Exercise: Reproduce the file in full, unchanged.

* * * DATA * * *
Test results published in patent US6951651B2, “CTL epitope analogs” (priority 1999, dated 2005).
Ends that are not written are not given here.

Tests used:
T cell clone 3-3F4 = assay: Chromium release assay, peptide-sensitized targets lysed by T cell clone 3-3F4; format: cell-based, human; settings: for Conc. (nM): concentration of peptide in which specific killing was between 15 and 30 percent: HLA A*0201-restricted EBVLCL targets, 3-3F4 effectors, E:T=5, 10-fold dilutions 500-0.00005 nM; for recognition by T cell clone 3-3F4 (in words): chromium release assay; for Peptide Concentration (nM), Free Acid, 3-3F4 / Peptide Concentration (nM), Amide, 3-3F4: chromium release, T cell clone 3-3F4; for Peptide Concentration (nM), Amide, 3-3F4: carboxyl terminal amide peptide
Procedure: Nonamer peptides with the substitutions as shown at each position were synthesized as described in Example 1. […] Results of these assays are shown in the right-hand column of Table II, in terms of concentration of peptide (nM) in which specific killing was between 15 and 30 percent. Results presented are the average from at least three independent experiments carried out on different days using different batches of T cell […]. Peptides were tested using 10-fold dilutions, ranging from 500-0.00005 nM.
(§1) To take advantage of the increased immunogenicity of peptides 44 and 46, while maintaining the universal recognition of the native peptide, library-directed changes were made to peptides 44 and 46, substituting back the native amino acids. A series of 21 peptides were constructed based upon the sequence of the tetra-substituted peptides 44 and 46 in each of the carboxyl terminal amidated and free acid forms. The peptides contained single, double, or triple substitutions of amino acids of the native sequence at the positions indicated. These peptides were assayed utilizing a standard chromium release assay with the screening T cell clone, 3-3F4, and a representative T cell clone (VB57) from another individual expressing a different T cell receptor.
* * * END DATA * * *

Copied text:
Test results published in patent US6951651B2, “CTL epitope analogs” (priority 1999, dated 2005).
Ends that are not written are not given here.

Tests used:
T cell clone 3-3F4 = assay: Chromium release assay, peptide-sensitized targets lysed by T cell clone 3-3F4; format: cell-based, human; settings: for Conc. (nM): concentration of peptide in which specific killing was between 15 and 30 percent: HLA A*0201-restricted EBVLCL targets, 3-3F4 effectors, E:T=5, 10-fold dilutions 500-0.00005 nM; for recognition by T cell clone 3-3F4 (in words): chromium release assay; for Peptide Concentration (nM), Free Acid, 3-3F4 / Peptide Concentration (nM), Amide, 3-3F4: chromium release, T cell clone 3-3F4; for Peptide Concentration (nM), Amide, 3-3F4: carboxyl terminal amide peptide
Procedure: Nonamer peptides with the substitutions as shown at each position were synthesized as described in Example 1. […] Results of these assays are shown in the right-hand column of Table II, in terms of concentration of peptide (nM) in which specific killing was between 15 and 30 percent. Results presented are the average from at least three independent experiments carried out on different days using different batches of T cell […]. Peptides were tested using 10-fold dilutions, ranging from 500-0.00005 nM.
(§1) To take advantage of the increased immunogenicity of peptides 44 and 46, while maintaining the universal recognition of the native peptide, library-directed changes were made to peptides 44 and 46, substituting back the native amino acids. A series of 21 peptides were constructed based upon the sequence of the tetra-substituted peptides 44 and 46 in each of the carboxyl terminal amidated and free acid forms. The peptides contained single, double, or triple substitutions of amino acids of the native sequence at the positions indicated. These peptides were assayed utilizing a standard chromium release assay with the screening T cell clone, 3-3F4, and a representative T cell clone (VB57) from another individual expressing a different T cell receptor.